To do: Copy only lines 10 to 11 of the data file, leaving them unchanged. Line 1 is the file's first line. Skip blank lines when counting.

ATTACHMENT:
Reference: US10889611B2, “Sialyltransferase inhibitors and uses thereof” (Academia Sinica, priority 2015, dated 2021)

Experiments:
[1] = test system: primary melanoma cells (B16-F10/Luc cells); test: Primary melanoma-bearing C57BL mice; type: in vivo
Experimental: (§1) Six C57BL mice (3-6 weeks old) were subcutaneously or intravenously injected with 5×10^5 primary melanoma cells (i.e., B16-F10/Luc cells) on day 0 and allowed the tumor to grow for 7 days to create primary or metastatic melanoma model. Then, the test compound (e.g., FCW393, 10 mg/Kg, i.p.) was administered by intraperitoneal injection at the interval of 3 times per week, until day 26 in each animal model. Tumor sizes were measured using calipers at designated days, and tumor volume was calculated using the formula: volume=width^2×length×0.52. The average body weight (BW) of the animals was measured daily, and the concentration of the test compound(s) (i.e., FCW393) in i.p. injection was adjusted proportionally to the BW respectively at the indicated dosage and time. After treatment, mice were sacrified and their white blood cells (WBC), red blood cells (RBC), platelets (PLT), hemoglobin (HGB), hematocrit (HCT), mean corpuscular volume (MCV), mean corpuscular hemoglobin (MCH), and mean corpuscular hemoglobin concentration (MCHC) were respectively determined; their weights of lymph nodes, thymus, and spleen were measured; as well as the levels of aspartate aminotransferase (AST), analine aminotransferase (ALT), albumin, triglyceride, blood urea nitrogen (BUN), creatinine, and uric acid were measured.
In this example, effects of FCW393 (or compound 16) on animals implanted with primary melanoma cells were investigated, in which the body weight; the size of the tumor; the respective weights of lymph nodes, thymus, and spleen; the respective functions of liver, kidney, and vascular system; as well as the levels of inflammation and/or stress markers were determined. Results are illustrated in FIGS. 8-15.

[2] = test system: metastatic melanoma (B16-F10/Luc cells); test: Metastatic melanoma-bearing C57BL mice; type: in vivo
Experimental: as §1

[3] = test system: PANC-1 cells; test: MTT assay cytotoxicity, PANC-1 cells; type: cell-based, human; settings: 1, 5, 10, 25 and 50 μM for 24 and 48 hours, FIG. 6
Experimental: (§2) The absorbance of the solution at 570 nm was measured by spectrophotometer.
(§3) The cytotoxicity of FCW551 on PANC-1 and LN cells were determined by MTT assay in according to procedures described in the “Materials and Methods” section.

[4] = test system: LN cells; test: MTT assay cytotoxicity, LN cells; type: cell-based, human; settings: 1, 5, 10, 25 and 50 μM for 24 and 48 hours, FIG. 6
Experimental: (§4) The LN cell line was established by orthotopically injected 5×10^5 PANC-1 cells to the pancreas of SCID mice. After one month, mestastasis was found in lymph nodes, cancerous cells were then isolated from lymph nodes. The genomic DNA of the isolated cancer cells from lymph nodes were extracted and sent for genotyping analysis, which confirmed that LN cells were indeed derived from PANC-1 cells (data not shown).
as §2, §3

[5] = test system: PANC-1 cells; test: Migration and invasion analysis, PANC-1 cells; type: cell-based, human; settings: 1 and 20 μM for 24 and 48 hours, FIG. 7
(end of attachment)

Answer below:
(§3) The cytotoxicity of FCW551 on PANC-1 and LN cells were determined by MTT assay in according to procedures described in the “Materials and Methods” section.

[4] = test system: LN cells; test: MTT assay cytotoxicity, LN cells; type: cell-based, human; settings: 1, 5, 10, 25 and 50 μM for 24 and 48 hours, FIG. 6